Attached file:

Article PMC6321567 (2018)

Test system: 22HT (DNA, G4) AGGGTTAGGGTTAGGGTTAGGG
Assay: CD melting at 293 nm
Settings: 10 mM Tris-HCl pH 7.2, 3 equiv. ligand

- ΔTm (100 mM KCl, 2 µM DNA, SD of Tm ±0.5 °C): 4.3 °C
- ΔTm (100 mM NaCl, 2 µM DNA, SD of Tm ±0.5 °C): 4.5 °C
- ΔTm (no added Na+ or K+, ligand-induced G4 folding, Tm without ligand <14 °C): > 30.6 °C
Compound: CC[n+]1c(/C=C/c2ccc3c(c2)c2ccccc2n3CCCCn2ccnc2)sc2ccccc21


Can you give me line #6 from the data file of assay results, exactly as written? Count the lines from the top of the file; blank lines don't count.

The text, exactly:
- ΔTm (100 mM NaCl, 2 µM DNA, SD of Tm ±0.5 °C): 4.5 °C